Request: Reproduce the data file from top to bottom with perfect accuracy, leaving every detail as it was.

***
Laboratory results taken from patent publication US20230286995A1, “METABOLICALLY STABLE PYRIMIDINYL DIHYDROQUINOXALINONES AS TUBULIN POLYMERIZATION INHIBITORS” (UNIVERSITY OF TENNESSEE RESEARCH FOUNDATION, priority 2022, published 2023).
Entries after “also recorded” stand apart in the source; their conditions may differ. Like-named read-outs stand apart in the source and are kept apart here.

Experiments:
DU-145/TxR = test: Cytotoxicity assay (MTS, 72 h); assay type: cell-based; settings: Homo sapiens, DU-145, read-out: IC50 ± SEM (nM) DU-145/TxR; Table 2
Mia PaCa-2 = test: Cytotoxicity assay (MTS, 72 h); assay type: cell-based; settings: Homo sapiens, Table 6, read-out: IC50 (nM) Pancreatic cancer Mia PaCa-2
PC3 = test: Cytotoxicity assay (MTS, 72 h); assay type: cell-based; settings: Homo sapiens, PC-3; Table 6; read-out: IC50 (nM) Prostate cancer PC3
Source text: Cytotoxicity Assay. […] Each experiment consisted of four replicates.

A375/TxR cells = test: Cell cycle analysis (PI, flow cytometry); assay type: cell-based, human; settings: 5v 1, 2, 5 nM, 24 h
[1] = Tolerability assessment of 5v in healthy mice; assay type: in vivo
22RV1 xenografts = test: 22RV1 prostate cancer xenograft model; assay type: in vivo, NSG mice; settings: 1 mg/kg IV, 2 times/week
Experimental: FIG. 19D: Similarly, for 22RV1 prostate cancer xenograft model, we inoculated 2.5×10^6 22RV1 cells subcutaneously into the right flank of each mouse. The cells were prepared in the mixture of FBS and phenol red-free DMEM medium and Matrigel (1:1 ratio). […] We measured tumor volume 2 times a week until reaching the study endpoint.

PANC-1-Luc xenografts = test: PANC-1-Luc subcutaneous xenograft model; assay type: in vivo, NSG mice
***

Laboratory results taken from patent publication US20230286995A1, “METABOLICALLY STABLE PYRIMIDINYL DIHYDROQUINOXALINONES AS TUBULIN POLYMERIZATION INHIBITORS” (UNIVERSITY OF TENNESSEE RESEARCH FOUNDATION, priority 2022, published 2023).
Entries after “also recorded” stand apart in the source; their conditions may differ. Like-named read-outs stand apart in the source and are kept apart here.

Experiments:
DU-145/TxR = test: Cytotoxicity assay (MTS, 72 h); assay type: cell-based; settings: Homo sapiens, DU-145, read-out: IC50 ± SEM (nM) DU-145/TxR; Table 2
Mia PaCa-2 = test: Cytotoxicity assay (MTS, 72 h); assay type: cell-based; settings: Homo sapiens, Table 6, read-out: IC50 (nM) Pancreatic cancer Mia PaCa-2
PC3 = test: Cytotoxicity assay (MTS, 72 h); assay type: cell-based; settings: Homo sapiens, PC-3; Table 6; read-out: IC50 (nM) Prostate cancer PC3
Source text: Cytotoxicity Assay. […] Each experiment consisted of four replicates.

A375/TxR cells = test: Cell cycle analysis (PI, flow cytometry); assay type: cell-based, human; settings: 5v 1, 2, 5 nM, 24 h
[1] = Tolerability assessment of 5v in healthy mice; assay type: in vivo
22RV1 xenografts = test: 22RV1 prostate cancer xenograft model; assay type: in vivo, NSG mice; settings: 1 mg/kg IV, 2 times/week
Experimental: FIG. 19D: Similarly, for 22RV1 prostate cancer xenograft model, we inoculated 2.5×10^6 22RV1 cells subcutaneously into the right flank of each mouse. The cells were prepared in the mixture of FBS and phenol red-free DMEM medium and Matrigel (1:1 ratio). […] We measured tumor volume 2 times a week until reaching the study endpoint.

PANC-1-Luc xenografts = test: PANC-1-Luc subcutaneous xenograft model; assay type: in vivo, NSG mice